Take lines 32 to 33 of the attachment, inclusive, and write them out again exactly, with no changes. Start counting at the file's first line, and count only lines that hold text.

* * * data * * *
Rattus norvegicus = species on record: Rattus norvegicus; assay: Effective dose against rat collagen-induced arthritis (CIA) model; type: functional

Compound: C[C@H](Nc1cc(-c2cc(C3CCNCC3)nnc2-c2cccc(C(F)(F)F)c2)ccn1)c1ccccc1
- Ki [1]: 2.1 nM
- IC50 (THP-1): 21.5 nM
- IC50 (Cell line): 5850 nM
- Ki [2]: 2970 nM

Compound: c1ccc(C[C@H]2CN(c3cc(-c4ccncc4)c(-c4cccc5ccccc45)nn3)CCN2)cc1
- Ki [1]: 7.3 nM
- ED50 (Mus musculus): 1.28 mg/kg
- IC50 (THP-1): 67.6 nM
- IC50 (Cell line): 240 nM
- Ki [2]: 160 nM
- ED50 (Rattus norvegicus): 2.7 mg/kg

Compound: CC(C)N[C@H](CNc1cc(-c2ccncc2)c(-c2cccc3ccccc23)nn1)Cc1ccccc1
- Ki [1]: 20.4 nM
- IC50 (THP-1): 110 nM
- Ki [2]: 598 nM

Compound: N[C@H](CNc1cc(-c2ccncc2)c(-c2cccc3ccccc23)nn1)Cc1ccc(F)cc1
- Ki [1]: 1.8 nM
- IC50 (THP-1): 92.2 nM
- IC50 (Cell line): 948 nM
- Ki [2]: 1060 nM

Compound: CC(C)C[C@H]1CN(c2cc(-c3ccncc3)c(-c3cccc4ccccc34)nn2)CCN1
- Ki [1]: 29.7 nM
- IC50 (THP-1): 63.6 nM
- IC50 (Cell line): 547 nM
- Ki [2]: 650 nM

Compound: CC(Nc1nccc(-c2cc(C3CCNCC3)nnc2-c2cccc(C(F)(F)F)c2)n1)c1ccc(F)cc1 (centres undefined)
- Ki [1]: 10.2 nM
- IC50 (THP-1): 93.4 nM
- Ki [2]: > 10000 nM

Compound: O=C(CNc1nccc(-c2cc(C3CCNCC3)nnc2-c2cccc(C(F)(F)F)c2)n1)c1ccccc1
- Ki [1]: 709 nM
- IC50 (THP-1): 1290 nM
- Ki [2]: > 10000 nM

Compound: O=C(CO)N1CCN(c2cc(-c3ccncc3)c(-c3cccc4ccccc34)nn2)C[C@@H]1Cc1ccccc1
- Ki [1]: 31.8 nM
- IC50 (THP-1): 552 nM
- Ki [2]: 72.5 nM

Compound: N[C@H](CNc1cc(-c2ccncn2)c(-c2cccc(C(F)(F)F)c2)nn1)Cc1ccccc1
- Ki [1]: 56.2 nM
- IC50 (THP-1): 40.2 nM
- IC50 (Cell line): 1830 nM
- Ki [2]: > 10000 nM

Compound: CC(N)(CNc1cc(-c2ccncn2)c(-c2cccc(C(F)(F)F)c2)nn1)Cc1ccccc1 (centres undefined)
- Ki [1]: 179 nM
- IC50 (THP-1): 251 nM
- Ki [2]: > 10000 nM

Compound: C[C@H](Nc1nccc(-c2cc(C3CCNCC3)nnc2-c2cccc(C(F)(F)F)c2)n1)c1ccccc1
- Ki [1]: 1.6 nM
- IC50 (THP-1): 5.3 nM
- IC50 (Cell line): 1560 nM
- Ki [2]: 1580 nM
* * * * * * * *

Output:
Compound: O=C(CNc1nccc(-c2cc(C3CCNCC3)nnc2-c2cccc(C(F)(F)F)c2)n1)c1ccccc1
- Ki [1]: 709 nM